In talking with Ben, I wasn’t quite able to articulate some of my beef with programming and computer science as a new collection of knowledge that we already emphasize and value. Let me see if I can do a better job here.
Alan Turing, more than fifty years ago, made a case for how and when we’ d know that computers were thoughtful. Instead of asking “Can we tell if computers can think?” he fiddled with the question a bit. His question was something like “If a computer is talking to us, and we can’t tell it’s a computer, then that computer is clever enough to be confused with a person.” 2
If the singularity is fast approaching, and if the computers we grow closer and closer to are able to both respond to and decipher voice commands, how far away from a time and place are we when programming (coordinating and sequencing a series of steps that leads a machine to perform some work we’ve asked it to do) is really not at all functionally different from us asking someone to step into the next room and bring us a glass of water (coordinating a person to perform some work we’ve asked them to do)?
Is programming a new task, one of teaching oneself to speak an entirely alien language? Or is it an old skill – one of persuasion? How about a hybrid – language learning and linear thinking? Are we better served to distract attention from these old skills we say we value, or to find room for the new stuff in the middle of the old we already have too little time to work with?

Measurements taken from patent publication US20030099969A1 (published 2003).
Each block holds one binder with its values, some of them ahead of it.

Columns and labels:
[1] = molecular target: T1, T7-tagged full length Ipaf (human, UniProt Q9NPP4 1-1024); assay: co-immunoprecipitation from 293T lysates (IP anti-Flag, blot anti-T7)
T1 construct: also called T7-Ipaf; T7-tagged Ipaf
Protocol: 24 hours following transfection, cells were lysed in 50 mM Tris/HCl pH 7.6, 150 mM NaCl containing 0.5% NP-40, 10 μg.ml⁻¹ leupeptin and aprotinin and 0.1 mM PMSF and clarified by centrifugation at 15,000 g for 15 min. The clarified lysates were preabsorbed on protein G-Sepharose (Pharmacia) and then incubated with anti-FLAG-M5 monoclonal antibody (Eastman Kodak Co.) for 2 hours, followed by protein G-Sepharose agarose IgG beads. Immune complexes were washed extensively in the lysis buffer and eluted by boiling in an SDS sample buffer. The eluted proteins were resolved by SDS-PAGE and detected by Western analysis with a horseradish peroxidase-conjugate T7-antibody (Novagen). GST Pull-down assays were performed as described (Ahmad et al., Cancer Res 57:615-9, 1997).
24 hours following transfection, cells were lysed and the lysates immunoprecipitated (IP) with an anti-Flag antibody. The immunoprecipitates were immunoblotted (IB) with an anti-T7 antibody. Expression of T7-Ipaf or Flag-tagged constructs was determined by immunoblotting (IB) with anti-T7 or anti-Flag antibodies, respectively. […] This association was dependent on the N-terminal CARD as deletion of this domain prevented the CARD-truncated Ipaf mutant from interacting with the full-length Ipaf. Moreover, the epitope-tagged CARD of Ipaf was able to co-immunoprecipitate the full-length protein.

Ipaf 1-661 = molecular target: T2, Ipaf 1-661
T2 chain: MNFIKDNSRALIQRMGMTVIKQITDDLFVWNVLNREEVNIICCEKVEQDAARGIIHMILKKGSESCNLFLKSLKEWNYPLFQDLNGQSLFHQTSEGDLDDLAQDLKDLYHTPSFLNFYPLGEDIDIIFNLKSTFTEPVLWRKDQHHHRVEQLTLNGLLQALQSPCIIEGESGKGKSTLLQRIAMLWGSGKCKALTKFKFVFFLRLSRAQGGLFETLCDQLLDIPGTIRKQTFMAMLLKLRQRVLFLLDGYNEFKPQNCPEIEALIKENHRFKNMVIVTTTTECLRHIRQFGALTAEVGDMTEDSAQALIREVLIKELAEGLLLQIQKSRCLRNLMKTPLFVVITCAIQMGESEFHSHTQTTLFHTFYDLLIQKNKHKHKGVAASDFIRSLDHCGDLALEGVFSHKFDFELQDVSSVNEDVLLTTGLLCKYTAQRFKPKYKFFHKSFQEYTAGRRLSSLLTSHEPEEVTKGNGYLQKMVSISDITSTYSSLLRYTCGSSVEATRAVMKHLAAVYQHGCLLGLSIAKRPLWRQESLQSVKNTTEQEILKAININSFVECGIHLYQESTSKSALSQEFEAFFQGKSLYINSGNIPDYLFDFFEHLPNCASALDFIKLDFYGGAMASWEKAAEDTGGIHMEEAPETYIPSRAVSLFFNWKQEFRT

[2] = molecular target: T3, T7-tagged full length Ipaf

And is programming itself a transitional skill? How long before it’s truly a persuasive task, rather than a language one?
I dunno. But I do know that an “hour of code” is a tease and not a rich, fulfilling experience. And that “covering” programming isn’t really enough.
How are you finding room for the best of the old and new in your work? And do you find programming to be a new set of stuff, or more of the valuable old?
Tonight, we held our first in a series of informal meet ups intended to help build collegiality and shared expertise around being a 1:1 school district. Michelle named these events iPad Geekouts, or, for short, iGO.
During tonight’s event, I was responsible for facilitating some sharing and conversation around shifts and issues relating to technology and classroom management. In the group who came to the session was a seventh grader who is working on a design project intended to help the district think about our technology planning and implementation process from a student perspective1.